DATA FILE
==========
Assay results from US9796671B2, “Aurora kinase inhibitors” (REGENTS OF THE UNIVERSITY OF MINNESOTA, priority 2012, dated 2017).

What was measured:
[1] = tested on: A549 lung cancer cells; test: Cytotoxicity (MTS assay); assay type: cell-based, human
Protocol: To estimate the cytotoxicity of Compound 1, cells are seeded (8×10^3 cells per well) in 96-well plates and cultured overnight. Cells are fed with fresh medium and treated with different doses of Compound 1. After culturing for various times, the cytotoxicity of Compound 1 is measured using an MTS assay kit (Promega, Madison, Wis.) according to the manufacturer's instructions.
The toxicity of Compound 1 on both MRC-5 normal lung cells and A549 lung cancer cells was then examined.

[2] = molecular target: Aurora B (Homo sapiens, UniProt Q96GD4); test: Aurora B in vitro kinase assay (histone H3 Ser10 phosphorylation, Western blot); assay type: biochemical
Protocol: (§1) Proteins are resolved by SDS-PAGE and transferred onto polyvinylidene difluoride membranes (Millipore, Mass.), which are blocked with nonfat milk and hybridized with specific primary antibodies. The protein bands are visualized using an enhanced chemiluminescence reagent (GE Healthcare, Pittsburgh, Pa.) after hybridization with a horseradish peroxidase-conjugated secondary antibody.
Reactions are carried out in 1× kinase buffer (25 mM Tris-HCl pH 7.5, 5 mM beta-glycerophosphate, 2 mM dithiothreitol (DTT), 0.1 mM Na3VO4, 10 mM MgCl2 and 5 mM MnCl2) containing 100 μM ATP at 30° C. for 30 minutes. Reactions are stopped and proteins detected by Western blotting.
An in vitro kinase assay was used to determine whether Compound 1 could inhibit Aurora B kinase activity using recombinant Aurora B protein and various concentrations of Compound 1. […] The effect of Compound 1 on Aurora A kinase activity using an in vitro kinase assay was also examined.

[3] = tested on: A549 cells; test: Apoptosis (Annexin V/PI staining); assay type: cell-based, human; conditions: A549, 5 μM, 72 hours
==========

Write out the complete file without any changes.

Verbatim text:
Assay results from US9796671B2, “Aurora kinase inhibitors” (REGENTS OF THE UNIVERSITY OF MINNESOTA, priority 2012, dated 2017).

What was measured:
[1] = tested on: A549 lung cancer cells; test: Cytotoxicity (MTS assay); assay type: cell-based, human
Protocol: To estimate the cytotoxicity of Compound 1, cells are seeded (8×10^3 cells per well) in 96-well plates and cultured overnight. Cells are fed with fresh medium and treated with different doses of Compound 1. After culturing for various times, the cytotoxicity of Compound 1 is measured using an MTS assay kit (Promega, Madison, Wis.) according to the manufacturer's instructions.
The toxicity of Compound 1 on both MRC-5 normal lung cells and A549 lung cancer cells was then examined.

[2] = molecular target: Aurora B (Homo sapiens, UniProt Q96GD4); test: Aurora B in vitro kinase assay (histone H3 Ser10 phosphorylation, Western blot); assay type: biochemical
Protocol: (§1) Proteins are resolved by SDS-PAGE and transferred onto polyvinylidene difluoride membranes (Millipore, Mass.), which are blocked with nonfat milk and hybridized with specific primary antibodies. The protein bands are visualized using an enhanced chemiluminescence reagent (GE Healthcare, Pittsburgh, Pa.) after hybridization with a horseradish peroxidase-conjugated secondary antibody.
Reactions are carried out in 1× kinase buffer (25 mM Tris-HCl pH 7.5, 5 mM beta-glycerophosphate, 2 mM dithiothreitol (DTT), 0.1 mM Na3VO4, 10 mM MgCl2 and 5 mM MnCl2) containing 100 μM ATP at 30° C. for 30 minutes. Reactions are stopped and proteins detected by Western blotting.
An in vitro kinase assay was used to determine whether Compound 1 could inhibit Aurora B kinase activity using recombinant Aurora B protein and various concentrations of Compound 1. […] The effect of Compound 1 on Aurora A kinase activity using an in vitro kinase assay was also examined.

[3] = tested on: A549 cells; test: Apoptosis (Annexin V/PI staining); assay type: cell-based, human; conditions: A549, 5 μM, 72 hours